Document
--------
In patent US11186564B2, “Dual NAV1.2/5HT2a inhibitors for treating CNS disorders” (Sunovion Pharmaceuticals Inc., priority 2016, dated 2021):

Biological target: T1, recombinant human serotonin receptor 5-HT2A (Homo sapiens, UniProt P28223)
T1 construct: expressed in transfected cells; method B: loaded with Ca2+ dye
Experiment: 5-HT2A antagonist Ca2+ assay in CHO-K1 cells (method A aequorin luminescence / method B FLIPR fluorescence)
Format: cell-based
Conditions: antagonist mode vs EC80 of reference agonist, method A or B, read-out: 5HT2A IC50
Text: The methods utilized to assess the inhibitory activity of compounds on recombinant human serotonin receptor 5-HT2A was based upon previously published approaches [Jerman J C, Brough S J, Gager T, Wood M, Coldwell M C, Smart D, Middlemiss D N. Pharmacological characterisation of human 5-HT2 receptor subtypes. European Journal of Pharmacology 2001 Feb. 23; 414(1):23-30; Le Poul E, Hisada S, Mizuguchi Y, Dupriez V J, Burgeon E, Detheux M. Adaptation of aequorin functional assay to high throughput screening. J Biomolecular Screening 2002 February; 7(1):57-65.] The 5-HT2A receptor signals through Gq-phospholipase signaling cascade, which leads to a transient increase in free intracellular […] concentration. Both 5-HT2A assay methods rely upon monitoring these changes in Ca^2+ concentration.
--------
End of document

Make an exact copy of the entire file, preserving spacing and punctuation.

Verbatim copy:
In patent US11186564B2, “Dual NAV1.2/5HT2a inhibitors for treating CNS disorders” (Sunovion Pharmaceuticals Inc., priority 2016, dated 2021):

Biological target: T1, recombinant human serotonin receptor 5-HT2A (Homo sapiens, UniProt P28223)
T1 construct: expressed in transfected cells; method B: loaded with Ca2+ dye
Experiment: 5-HT2A antagonist Ca2+ assay in CHO-K1 cells (method A aequorin luminescence / method B FLIPR fluorescence)
Format: cell-based
Conditions: antagonist mode vs EC80 of reference agonist, method A or B, read-out: 5HT2A IC50
Text: The methods utilized to assess the inhibitory activity of compounds on recombinant human serotonin receptor 5-HT2A was based upon previously published approaches [Jerman J C, Brough S J, Gager T, Wood M, Coldwell M C, Smart D, Middlemiss D N. Pharmacological characterisation of human 5-HT2 receptor subtypes. European Journal of Pharmacology 2001 Feb. 23; 414(1):23-30; Le Poul E, Hisada S, Mizuguchi Y, Dupriez V J, Burgeon E, Detheux M. Adaptation of aequorin functional assay to high throughput screening. J Biomolecular Screening 2002 February; 7(1):57-65.] The 5-HT2A receptor signals through Gq-phospholipase signaling cascade, which leads to a transient increase in free intracellular […] concentration. Both 5-HT2A assay methods rely upon monitoring these changes in Ca^2+ concentration.